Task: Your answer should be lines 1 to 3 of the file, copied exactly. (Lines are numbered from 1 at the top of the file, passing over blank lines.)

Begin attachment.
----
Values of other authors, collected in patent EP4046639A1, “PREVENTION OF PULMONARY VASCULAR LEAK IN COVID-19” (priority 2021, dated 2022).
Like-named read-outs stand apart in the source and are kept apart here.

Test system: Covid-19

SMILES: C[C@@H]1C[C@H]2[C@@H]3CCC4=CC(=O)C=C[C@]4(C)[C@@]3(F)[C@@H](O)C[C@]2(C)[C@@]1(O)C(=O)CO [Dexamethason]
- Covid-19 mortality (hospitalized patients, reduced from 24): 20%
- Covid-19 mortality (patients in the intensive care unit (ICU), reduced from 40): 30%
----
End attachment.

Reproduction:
Values of other authors, collected in patent EP4046639A1, “PREVENTION OF PULMONARY VASCULAR LEAK IN COVID-19” (priority 2021, dated 2022).
Like-named read-outs stand apart in the source and are kept apart here.

Test system: Covid-19